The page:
Ed Levine of the pizza blog Slice
and food blog Serious Eats
, has traveled around the world, studying the merits of a great pizza. While eating and loving pizza is a simple act, making a truly excellent one is not. How do you achieve that sacred balance of puffy, chewy crust with oozy cheese and an acidic tomato sauce sweetness? Behold the 6 Commandments of Great Pizza-Making.
1. The Oven:
Places that tout "brick" ovens need an extra layer of investigation. Don't fall for a brick facade (they could be faux, or just be a few slapped on to encase the outside). For an oven to reach 800 degrees -- the magical number -- and stay there, it needs to be lined along the top and floor with bricks (and/or stones).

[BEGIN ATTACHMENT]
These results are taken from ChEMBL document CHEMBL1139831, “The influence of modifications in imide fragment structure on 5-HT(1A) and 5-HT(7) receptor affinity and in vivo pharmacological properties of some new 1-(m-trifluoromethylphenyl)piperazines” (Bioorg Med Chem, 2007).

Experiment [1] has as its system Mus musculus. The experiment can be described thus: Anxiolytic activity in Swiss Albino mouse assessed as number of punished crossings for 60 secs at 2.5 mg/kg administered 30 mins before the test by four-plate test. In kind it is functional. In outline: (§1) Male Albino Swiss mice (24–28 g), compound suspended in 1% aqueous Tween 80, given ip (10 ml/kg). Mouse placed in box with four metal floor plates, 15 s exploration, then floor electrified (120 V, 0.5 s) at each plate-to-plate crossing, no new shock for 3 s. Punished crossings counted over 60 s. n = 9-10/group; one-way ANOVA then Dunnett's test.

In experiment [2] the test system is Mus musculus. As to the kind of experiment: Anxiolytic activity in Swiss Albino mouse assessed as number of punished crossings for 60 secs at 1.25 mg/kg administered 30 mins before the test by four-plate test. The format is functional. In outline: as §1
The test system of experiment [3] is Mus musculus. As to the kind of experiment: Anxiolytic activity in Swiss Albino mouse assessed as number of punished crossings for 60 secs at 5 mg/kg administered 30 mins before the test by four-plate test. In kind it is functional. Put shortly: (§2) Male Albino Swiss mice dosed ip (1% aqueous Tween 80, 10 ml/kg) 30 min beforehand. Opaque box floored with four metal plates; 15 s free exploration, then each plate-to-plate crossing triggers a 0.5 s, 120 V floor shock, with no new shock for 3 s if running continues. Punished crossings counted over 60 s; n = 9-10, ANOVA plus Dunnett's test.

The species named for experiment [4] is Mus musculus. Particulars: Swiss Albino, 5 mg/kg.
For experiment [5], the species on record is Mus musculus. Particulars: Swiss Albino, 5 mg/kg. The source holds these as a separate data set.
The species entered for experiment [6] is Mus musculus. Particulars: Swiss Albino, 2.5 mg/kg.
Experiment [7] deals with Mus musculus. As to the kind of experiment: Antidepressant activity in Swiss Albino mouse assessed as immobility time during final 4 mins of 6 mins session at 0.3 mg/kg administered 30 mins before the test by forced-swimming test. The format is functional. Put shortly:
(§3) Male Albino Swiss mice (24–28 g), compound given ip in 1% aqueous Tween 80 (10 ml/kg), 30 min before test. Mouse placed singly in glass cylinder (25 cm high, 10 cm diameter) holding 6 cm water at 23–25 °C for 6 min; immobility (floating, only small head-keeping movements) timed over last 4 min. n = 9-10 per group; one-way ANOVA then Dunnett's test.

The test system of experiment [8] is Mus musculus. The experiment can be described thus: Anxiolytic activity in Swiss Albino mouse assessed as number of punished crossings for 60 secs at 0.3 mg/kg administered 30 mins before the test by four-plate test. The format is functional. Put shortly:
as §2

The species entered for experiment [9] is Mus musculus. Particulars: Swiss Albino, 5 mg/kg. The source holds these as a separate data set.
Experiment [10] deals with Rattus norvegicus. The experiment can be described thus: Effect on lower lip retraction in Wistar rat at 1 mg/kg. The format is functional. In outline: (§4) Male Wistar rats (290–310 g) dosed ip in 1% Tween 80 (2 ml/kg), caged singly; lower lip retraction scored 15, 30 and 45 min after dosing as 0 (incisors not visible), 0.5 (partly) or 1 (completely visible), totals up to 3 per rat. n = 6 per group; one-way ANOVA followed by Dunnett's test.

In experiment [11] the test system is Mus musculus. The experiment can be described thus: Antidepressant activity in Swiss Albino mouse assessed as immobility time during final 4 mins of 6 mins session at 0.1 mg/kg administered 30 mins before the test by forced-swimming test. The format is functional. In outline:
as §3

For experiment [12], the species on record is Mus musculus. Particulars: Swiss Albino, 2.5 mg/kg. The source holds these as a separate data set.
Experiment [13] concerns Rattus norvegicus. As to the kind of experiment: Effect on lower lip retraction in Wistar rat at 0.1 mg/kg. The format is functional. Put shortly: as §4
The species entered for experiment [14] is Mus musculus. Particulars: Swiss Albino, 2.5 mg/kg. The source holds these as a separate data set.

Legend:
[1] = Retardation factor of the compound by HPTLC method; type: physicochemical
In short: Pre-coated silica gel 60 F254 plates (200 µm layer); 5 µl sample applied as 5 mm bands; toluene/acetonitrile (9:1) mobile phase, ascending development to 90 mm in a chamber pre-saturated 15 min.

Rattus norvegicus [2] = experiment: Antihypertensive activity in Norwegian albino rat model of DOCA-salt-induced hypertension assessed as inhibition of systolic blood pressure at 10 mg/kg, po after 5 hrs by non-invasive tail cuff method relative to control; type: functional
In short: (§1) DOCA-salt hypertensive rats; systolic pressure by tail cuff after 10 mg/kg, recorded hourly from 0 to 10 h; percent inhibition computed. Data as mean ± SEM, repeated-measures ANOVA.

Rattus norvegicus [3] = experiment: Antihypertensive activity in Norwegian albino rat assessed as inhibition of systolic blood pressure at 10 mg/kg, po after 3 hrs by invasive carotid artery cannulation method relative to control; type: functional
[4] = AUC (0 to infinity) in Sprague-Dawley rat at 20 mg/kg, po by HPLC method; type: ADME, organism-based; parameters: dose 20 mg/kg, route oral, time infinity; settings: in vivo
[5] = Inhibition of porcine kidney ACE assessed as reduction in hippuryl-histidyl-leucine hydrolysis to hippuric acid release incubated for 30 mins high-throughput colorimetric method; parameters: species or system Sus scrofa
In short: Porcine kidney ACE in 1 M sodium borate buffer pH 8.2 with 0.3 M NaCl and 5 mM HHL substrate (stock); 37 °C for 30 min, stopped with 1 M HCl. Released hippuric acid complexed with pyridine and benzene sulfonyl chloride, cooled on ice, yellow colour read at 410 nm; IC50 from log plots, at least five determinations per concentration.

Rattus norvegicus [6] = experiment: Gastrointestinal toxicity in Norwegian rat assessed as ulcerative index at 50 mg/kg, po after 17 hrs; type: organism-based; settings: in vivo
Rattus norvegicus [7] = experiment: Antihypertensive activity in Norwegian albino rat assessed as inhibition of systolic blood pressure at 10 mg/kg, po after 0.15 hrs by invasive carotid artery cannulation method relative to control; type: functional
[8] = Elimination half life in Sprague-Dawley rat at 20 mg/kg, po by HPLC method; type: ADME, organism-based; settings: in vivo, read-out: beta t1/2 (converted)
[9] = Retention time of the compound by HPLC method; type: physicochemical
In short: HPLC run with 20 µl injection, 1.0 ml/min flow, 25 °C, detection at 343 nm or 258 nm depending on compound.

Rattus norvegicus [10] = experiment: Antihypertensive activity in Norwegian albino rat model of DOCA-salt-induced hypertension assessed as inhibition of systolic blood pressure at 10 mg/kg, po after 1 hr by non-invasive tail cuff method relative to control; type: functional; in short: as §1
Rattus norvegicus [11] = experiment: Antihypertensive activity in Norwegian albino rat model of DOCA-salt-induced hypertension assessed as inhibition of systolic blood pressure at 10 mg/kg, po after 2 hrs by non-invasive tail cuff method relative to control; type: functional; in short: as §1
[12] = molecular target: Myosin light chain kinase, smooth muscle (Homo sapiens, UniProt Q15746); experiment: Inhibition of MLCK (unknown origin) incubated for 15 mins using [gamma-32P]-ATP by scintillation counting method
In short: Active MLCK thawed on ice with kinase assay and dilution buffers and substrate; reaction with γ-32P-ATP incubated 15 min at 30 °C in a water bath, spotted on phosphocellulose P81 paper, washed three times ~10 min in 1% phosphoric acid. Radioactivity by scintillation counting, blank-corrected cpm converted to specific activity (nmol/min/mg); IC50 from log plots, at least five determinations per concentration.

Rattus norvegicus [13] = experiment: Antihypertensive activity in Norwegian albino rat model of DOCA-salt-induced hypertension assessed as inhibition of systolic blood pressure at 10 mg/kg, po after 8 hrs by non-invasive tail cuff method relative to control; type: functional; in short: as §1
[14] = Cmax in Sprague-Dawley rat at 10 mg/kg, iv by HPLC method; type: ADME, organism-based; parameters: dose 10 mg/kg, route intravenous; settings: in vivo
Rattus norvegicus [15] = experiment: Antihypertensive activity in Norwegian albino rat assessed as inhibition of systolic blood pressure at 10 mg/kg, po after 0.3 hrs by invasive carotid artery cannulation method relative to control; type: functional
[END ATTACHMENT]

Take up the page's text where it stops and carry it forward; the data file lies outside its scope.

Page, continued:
2. The Fuel Source:
Coal-fired and wood-fired ovens seem to produce the best charred-to-perfection texture and smoky flavor. Conventional gas ovens linger at 600 degrees (not hot enough).
3. The Crust:
A superior crust is neither cracker-thin nor bread-thick. It should be puffy, chewy, pliant, and like a great football defense—able to bend but never break.
4. The Sauce:
Uncooked canned tomatoes, specifically from California or Italy, are what you want. After being strained, they just need a touch of salt. Maybe some oregano. Some people throw in sugar, but if the tomatoes are truly fresh, they don't need that nonsense.
5. The Mozzarella:
Fresh cow's milk mozzarella will have a clean, milky taste. And how do you know it's fresh? It's white. Aged mozzarella, on the flip side, found at most American pizza joints, is a sort of "pizza yellow."
6. The Toppings:
Always fresh. Always worth the extra calories. If all the mushroom slices or sausage pieces look exactly the same, that's a bad sign. Fresh foods don't look cookie-cutter perfect, and in toppings, fresh makes all the difference.
Interesting - link to original article:http://food.yahoo.com/blog/sliceamerica/11280/the-commandments-of-perfect-pizza/